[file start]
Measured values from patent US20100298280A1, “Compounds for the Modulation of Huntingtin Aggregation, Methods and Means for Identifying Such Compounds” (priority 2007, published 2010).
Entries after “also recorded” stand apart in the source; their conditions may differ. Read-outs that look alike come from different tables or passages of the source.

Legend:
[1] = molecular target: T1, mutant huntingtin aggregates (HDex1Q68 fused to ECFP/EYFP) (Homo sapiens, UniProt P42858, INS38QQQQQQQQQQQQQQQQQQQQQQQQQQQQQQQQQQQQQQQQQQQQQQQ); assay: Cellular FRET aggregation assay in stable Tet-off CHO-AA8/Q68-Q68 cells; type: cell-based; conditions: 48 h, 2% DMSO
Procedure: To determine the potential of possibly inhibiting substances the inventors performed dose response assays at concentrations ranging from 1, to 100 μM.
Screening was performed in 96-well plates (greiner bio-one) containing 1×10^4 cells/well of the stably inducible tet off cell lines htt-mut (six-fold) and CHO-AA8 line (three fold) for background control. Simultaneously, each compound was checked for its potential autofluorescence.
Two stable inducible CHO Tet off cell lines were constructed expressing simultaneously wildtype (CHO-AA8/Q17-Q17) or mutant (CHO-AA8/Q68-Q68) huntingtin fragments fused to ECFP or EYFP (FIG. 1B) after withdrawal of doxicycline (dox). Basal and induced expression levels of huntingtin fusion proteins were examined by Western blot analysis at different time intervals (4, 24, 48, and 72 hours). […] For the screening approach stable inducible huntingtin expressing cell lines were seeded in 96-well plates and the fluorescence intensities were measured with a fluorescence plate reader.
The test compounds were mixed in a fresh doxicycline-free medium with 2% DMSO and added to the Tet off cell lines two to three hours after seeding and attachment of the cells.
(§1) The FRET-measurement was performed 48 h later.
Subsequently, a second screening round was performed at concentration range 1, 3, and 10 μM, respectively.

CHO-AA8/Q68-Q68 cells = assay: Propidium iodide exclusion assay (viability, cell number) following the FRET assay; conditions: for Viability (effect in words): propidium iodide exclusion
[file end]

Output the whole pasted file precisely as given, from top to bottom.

Measured values from patent US20100298280A1, “Compounds for the Modulation of Huntingtin Aggregation, Methods and Means for Identifying Such Compounds” (priority 2007, published 2010).
Entries after “also recorded” stand apart in the source; their conditions may differ. Read-outs that look alike come from different tables or passages of the source.

Legend:
[1] = molecular target: T1, mutant huntingtin aggregates (HDex1Q68 fused to ECFP/EYFP) (Homo sapiens, UniProt P42858, INS38QQQQQQQQQQQQQQQQQQQQQQQQQQQQQQQQQQQQQQQQQQQQQQQ); assay: Cellular FRET aggregation assay in stable Tet-off CHO-AA8/Q68-Q68 cells; type: cell-based; conditions: 48 h, 2% DMSO
Procedure: To determine the potential of possibly inhibiting substances the inventors performed dose response assays at concentrations ranging from 1, to 100 μM.
Screening was performed in 96-well plates (greiner bio-one) containing 1×10^4 cells/well of the stably inducible tet off cell lines htt-mut (six-fold) and CHO-AA8 line (three fold) for background control. Simultaneously, each compound was checked for its potential autofluorescence.
Two stable inducible CHO Tet off cell lines were constructed expressing simultaneously wildtype (CHO-AA8/Q17-Q17) or mutant (CHO-AA8/Q68-Q68) huntingtin fragments fused to ECFP or EYFP (FIG. 1B) after withdrawal of doxicycline (dox). Basal and induced expression levels of huntingtin fusion proteins were examined by Western blot analysis at different time intervals (4, 24, 48, and 72 hours). […] For the screening approach stable inducible huntingtin expressing cell lines were seeded in 96-well plates and the fluorescence intensities were measured with a fluorescence plate reader.
The test compounds were mixed in a fresh doxicycline-free medium with 2% DMSO and added to the Tet off cell lines two to three hours after seeding and attachment of the cells.
(§1) The FRET-measurement was performed 48 h later.
Subsequently, a second screening round was performed at concentration range 1, 3, and 10 μM, respectively.

CHO-AA8/Q68-Q68 cells = assay: Propidium iodide exclusion assay (viability, cell number) following the FRET assay; conditions: for Viability (effect in words): propidium iodide exclusion